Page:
There are four steps when implementing a host command:
  • Create the host command XML definition.
  • Implement the command code.
  • Build the simulator.
  • Add unit tests.

Create the host command XML definition

The most important thing to understand when implementing a host command is how the simulator's host XML definition works.

The simulator receives messages as TCP messages. The first thing the simulator must do is try to parse the message in order to understand:
  1. what host command the request message refers to, and
  2. the contents of the message.
To that end, the simulator uses a list of XML files, each describing a host command. The first thing, therefore, to create when implementing a host command is the XML host definition for that command. To understand how an XML host definition file is formed take a look at this file which is an XSD for the XML host definition.

For example, consider the HA command that generates a new TAK and returns it encrypted under a TMK and the LMK. The XML host definition file for the HA command is the following:
<?xml version="1.0" encoding="utf-8" ?>
<CommandConfiguration xmlns="http://tempuri.org/HostCommandDefinitions.xsd">
  <CommandName>Generates a TAK.</CommandName>
  <Request>HA</Request>
  <Response>HB</Response>

  <Field>
    <Name>TMK</Name>
    <IncludeFile>MultiFormatKey.xml</IncludeFile>
  </Field>

  <Field>
    <Name>Delimiter</Name>
    <Length>1</Length>
    <Type>Character</Type>
    <ValidValue>;</ValidValue>
  </Field>

  <Field>
    <Name>Key Scheme TMK</Name>
    <Length>1</Length>
    <Type>Character</Type>
    <DependentField>Delimiter</DependentField>
    <DependentValue>;</DependentValue>
    <ExclusiveDependency>false</ExclusiveDependency>
  </Field>

  <Field>
    <Name>Key Scheme LMK</Name>
    <Length>1</Length>
    <Type>Character</Type>
    <DependentField>Delimiter</DependentField>
    <DependentValue>;</DependentValue>
    <ExclusiveDependency>false</ExclusiveDependency>
  </Field>

  <Field>
    <Name>Reserved</Name>
    <Length>1</Length>
    <Type>Character</Type>
    <DependentField>Delimiter</DependentField>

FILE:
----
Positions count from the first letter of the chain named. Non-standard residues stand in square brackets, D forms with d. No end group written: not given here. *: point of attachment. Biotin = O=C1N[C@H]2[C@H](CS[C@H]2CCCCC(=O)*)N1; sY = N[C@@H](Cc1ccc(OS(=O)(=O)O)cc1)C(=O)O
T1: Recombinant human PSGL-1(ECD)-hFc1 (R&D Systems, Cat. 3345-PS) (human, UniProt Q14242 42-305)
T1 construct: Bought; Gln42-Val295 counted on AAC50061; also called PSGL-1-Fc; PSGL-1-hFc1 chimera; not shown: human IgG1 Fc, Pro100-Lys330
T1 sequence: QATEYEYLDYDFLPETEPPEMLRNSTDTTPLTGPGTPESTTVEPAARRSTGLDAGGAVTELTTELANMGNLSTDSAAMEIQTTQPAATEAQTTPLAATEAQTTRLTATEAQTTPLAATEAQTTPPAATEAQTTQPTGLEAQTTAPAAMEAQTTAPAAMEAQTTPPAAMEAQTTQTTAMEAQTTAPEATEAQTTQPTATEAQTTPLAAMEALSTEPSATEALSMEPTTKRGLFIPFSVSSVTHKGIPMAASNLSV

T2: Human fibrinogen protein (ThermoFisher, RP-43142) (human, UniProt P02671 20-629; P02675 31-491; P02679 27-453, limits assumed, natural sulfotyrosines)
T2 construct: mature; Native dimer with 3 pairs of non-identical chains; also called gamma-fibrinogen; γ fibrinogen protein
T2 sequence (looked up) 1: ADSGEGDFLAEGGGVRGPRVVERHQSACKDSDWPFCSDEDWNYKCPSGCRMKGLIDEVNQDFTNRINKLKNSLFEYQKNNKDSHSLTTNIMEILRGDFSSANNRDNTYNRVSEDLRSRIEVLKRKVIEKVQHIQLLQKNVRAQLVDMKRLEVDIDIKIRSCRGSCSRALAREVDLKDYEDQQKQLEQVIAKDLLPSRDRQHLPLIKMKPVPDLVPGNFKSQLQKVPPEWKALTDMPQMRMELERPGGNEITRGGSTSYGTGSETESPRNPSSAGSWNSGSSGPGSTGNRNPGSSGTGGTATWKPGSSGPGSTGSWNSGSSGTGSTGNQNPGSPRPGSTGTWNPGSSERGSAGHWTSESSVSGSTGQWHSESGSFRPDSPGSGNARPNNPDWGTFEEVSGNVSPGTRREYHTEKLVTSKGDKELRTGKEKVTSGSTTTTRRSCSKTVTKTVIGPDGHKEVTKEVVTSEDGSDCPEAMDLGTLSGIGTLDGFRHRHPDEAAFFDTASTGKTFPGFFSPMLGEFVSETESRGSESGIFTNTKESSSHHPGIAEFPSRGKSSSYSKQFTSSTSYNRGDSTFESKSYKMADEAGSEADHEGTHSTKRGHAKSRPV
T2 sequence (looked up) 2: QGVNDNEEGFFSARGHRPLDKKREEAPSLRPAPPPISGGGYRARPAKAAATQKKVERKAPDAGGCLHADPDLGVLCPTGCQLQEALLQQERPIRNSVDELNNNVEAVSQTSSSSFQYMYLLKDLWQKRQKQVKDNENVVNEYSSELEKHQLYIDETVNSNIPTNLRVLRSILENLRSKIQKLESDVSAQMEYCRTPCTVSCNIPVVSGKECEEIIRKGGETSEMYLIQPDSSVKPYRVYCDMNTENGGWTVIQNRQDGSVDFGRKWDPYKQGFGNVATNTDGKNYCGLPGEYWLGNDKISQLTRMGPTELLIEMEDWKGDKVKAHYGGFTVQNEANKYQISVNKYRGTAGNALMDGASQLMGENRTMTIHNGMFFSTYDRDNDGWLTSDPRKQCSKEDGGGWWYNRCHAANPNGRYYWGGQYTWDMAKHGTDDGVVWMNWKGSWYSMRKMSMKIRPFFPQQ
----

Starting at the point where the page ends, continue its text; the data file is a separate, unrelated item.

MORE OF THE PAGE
<DependentValue>;</DependentValue>
    <ExclusiveDependency>false</ExclusiveDependency>
  </Field>

</CommandConfiguration>
The XML starts by defining the command name, command request and response codes. This is general information used to identify the command. After that, a series of <Field> elements define the layout of the host command contents excluding the message header and command code.

The first field in the command is the TMK under which the TAK is encrypted. A TMK can be expressed in a number of ways: as a series of 16 hex characters (single-length key), as a variant double or triple length key or as an ANSI double or triple length key. Parsing keys is a common task shared by most host commands, so there already are XML files that include the parsing logic. The first field, therefore, includes the multi-format key definition XML file. You can use this and other common files (such as this, this, or this) in your host command XML definitions.

After the TMK, a delimiter field is declared. Note that we've specified the valid value for a delimiter. If something else is encountered, the simulator will throw an exception and log an error.

After the delimiter there may be three additional fields but they may also be omitted. However, if they are included in the message, they must be placed after the delimiter. That is why the next three fields indicate that they depend on the delimiter field being present.

Once your host command XML definition is completed, save it in the ThalesCore/XMLDefs/HostCommands folder. Use a descriptive name like <CommandDescription>_<CommandCode>.xml. The HA command is saved as GenerateTAK_HA.xml.

There are other tricks that can be used with XML definitions. For example, it's possible to not indicate a field's length and have the simulator parse the field until a specific value is found. Or, instead of throwing an exception, a specific rejection code can be used if a field doesn't have a valid value. Browse the existing XML definitions to see more.

Implement the command code

Create a new class in the ThalesCore/HostCommands/BuiltIn directory and use the same naming convention as before. The HA command code is saved as GenerateTAK_HA.vb. Your class:
  • should be in the HostCommands.BuiltIn namespace.
  • should inherit from AHostCommand.
  • should be decorated with the ThalesCommandCode attribute.
  • should include a parameter-less constructor.
  • should override AcceptMessage and ConstructResponse.
Here's the code for the HA command:
Imports ThalesSim.Core.Message
Imports ThalesSim.Core.Cryptography
Imports ThalesSim.Core

Namespace HostCommands.BuildIn

    ''' <summary>
    ''' Generates a TAK.
    ''' </summary>
    ''' <remarks>
    ''' This class implements the HA Racal command.
    ''' </remarks>
    <ThalesCommandCode("HA", "HB", "", "Generates a TAK")> _
    Public Class GenerateTAK_HA
        Inherits AHostCommand

        Private _sourceTmk As String
        Private _del As String
        Private _keySchemeZMK As String
        Private _keySchemeLMK As String

        ''' <summary>